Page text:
And finally, Qain does not “murder” Hevel, it uses harag not ratsach.  Qain kills Hevel but has no motive for it because Qain is angry with Gd, not Hevel.  Qain also has not demonstrated intent; “it turned out” suggests that this is the only incident when Qain attacked Hevel.  In the Fact-Checking posts I showed that there have to be multiple attacks in a relatively short period of time before anybody can be convicted of murder.  Using harag satisfies an audience used to that law that Qain is not a murderer.  Something happened that resulted in Hevel’s death, but it wasn’t willful murder.
                                                                                                         Get angry
Rise, bear with
Door, opening
Sin [offering]
Killed him
© Patricia Jo Heil, 2013-2018 All Rights  Reserved

Tuesday, July 28, 2015

Knitting -- skein count

How much yarn do you need?
Depends on lots of things, I have just one concrete example.
For Wool of the Andes or any other worsted, if you buy 16 skeins, 50 grams (2 ounces) per skein, you should be able to make:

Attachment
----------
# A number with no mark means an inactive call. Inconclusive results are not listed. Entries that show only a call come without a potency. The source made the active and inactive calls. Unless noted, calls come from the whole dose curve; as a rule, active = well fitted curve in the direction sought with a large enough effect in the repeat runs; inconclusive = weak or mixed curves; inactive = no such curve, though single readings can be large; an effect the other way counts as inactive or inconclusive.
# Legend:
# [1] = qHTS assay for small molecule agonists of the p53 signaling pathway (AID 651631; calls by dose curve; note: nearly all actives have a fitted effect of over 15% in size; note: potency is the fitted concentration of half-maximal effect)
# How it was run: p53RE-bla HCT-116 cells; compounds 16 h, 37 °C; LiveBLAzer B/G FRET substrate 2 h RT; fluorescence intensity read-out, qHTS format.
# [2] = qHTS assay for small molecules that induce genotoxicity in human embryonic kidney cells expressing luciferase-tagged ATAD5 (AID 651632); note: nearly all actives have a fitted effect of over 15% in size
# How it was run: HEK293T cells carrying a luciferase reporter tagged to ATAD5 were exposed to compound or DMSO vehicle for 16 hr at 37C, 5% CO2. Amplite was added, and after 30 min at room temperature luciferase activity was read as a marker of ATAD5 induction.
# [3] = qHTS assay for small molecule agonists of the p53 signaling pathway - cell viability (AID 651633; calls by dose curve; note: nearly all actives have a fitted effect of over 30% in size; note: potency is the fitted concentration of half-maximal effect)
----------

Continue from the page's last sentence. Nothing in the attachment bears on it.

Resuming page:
1 boatneck pullover.  200 stitches around (40 inch chest), 25 inch length; 22 inch sleeves plus 8 rounds of ribbed cuff.  Size 7 circular needles on the body and sleeves, size 5 on the ribbing.
1 pair matching gloves for size 7 1/2 hands.  Size 3 double point needles.
1 pair matching crew socks for size 7 1/2 feet.  Size 5 double point needles.
A simple ribbed cap on size 7 circular needles for a head that wears a 7 1/2 hat.

About all those 7 1/2s.
They are the size of my high school class ring and the inches around my wrist, the size of shoe I wear (this is U.S. sizing, I don't know from European), and the size of English style horseback riding hard hat that I wore back in the day.

So how much  do you  need?
Children's to pre-teens socks, gloves & hat; one skein per sock, glove, and hat.